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Friday, March 23, 2007

The one source problem is a journalism term (so I’m told) that relates to news, wait for it, from a single source. Apparently, that’s what happened earlier this week regarding John Edwards’ plans. One source said he’d withdraw for his campaign for president and boom it was all over the Web, TV, radio until we learned that the one source was wrong.

On to geospatial. I scan the news for things that should be posted to our website as press releases and other tidbits for this blog. Normally, when I see a press release, I find it at many outlets - GIS publications, newswires, tech publications, etc. - so I feel confident it’s been vetted. When I see a press release on only one site, and then, not even on the site of the organization who wrote the release, I get nervous. I found two of these today. One, I quickly learned after contacting the organization, was an oversight. The release was soon in my inbox (though we like organizations to post directly to our site) and on the hosting organization’s website. Good.

The other? I still have no confirmation! And, I’ll even name the organization because this is inexcusable! It’s Microsoft. Yep, there’s a Microsoft press release out there touting a sale of a Vexcel sensor. It’s only in one publication. Ok, I found one other, a regional GIS publication. It’s not on the Microsoft website. I contacted Microsoft’s PR firm (Waggener Edstrom) this morning on the matter. Nothing yet. The good news is this isn’t big huge important news, but it’s interesting and I’d like to see the PR on our site.

by Adena Schutzberg on 03/23 at 06:30 PM | Comments | Bookmark and Share

Calgary’s Immersive Media is the company with the cameras that capture data on all sides and includes location data. The first customer? The military. Now, the company is doing lots of homeland security sort of things, but is eyeing other sectors. Today’s article in Canada’s Business Edge picks at a relationship with Google and cites a customer about whom we’ll know soon.

He [[Immersive CEO Myles McGovern] says the IMC’s technology would be a natural fit for Google Earth, which currently only allows you to zoom in on cities from above.

“If they have New York City or Chicago captured, then it makes sense to make it available through Google Earth. That allows you to distribute it easily, and Google has hundreds of millions of users that you can spread the cost over.”

McGovern agrees that licensing the company’s “GeoImmersive Imagery” collection is the way to go, and notes that on Jan. 9, the company announced a multi-year agreement with a major corporate customer to license a substantial portion of the GeoImmersive image inventory.

Pressed for the name of that customer, McGovern remains coy, saying he doesn’t want to steal the other company’s thunder. But he expects that announcement within the next 90 days.

by Adena Schutzberg on 03/23 at 09:27 AM | Comments | Bookmark and Share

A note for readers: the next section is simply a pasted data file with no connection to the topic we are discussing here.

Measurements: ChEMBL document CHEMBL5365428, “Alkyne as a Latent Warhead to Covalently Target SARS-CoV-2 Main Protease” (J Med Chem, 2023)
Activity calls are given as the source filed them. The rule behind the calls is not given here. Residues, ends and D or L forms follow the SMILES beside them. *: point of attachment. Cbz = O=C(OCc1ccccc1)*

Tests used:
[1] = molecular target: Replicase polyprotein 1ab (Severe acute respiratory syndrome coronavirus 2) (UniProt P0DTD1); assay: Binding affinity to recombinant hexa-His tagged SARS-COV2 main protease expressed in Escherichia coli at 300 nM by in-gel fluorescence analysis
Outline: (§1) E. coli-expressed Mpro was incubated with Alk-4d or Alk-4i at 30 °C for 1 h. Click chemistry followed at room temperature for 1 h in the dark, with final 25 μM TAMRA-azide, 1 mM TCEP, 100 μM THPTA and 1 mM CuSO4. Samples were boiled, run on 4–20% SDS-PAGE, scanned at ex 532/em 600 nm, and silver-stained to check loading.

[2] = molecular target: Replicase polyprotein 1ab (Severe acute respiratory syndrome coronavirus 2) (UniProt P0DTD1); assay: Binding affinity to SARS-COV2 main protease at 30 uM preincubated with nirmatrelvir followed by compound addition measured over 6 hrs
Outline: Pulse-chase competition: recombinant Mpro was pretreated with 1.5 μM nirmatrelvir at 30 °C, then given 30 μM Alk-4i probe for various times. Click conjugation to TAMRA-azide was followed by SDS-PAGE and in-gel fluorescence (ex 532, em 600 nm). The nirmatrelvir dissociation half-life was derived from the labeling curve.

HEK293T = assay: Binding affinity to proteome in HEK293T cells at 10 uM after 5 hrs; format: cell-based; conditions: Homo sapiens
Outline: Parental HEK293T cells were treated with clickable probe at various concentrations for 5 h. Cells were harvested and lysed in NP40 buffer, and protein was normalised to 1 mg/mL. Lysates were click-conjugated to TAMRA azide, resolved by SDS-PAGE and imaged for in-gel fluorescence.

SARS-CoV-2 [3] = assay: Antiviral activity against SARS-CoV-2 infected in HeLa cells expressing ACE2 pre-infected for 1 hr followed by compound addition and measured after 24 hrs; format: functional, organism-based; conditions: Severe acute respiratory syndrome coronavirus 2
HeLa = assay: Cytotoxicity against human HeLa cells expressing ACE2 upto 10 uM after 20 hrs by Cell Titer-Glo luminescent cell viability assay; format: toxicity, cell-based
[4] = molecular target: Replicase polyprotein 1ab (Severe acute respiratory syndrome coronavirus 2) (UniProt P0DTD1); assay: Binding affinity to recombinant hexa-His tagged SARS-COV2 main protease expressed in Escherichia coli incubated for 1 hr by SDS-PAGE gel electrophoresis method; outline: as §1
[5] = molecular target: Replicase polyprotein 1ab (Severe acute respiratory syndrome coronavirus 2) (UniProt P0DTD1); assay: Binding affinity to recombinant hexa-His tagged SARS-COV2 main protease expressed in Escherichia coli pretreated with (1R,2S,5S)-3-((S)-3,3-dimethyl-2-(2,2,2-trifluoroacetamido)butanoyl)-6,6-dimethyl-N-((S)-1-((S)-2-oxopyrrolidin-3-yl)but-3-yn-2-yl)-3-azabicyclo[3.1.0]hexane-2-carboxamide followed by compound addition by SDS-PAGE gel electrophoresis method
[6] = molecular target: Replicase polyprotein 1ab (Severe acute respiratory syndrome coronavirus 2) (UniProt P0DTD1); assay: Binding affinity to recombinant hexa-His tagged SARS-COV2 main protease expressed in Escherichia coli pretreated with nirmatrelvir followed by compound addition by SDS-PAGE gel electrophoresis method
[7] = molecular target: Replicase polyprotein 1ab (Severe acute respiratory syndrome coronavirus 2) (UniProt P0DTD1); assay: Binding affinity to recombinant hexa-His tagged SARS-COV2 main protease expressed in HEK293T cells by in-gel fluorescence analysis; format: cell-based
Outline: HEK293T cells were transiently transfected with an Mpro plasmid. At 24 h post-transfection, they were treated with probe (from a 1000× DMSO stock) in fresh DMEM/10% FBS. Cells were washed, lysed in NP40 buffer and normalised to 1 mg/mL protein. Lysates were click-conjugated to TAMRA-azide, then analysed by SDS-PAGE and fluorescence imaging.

There are three candidates left for the top spot at West Virginia University including Kansas State University Provost M. Duane Nellis.

Nellis was at WVU and served as dean of WVUs Eberly College of Arts and Sciences for seven years before heading to Kansas in 2004. While at WVU he oversaw the creation of WVU’s National Geospatial Development Center. (WVU is where the Very Spatial crew are working on PhDs.) Nellis is a former associate dean and chair of Kansas State’s geography department, having earned a Ph.D. in geography from Oregon State University.

I can speak from my experience at Penn State that geographers make great deans and leaders. We had a bunch - Rod Erickson, Greg Knight, Rob Crane.

- AP

by Adena Schutzberg on 03/23 at 09:11 AM | Comments | Bookmark and Share

GISCI is exploring competency-based certification. That means that candidates show prowess at certain skills. For now, the request if for input on using the “Geographic Information Science and Technology Body of Knowledge”, 2006, developed by the University Consortium for Geographic Information Science (UCGIS). (No idea what that is? Listen to this podcast (Very Spatial) with David Dibiase who was involved with the most recent effort.)

What might the future hold?

GISCI is considering modifying its standard GISP application to include a requirement for the applicant to certify he or she has the range of knowledge, skills, and abilities listed in those 24 core competency units through some combination of education and experience. Eventually, GISCI could develop a GISP certification examination based on these standards.

The idea is that those seeking certification would submit specific courses/experience that show competence in 24 areas.

The public review period on the competency model lasts from 3/22/07 - 4/30/07. Website for competency issues is here. An FAQ is here. It’s a good starting point.

- Press release

by Adena Schutzberg on 03/23 at 08:53 AM | Comments | Bookmark and Share

This week Sprint said it’d include TeleNav services with some of its subscription offerings. Many, many headlines on the news included the word “free.” Consider:

Sprint Offers ‘Free’ GPS (Broadcast Newsroom) - the content is an AP story.

Better yet consider:

Sprint Navigation GPS Service Bundled with Data Packs
(Mobile Media) - the content is original, and clearly written after reading the announcement.

The AP/Broadcast Newsroom really blew it - free GPS? ‘free GPS’? The GPS receiver is certainly not free. The nav service comes, for some, at no extra charge after they buy a plan. Sprint got it right: “Sprint Customers Get Industry First: GPS Navigation Bundled In Data Packs” It even says “at no additional charge” in the text.

Sometimes you just need to go to the horse’s mouth, aka, the original press release.

by Adena Schutzberg on 03/23 at 08:37 AM | Comments | Bookmark and Share
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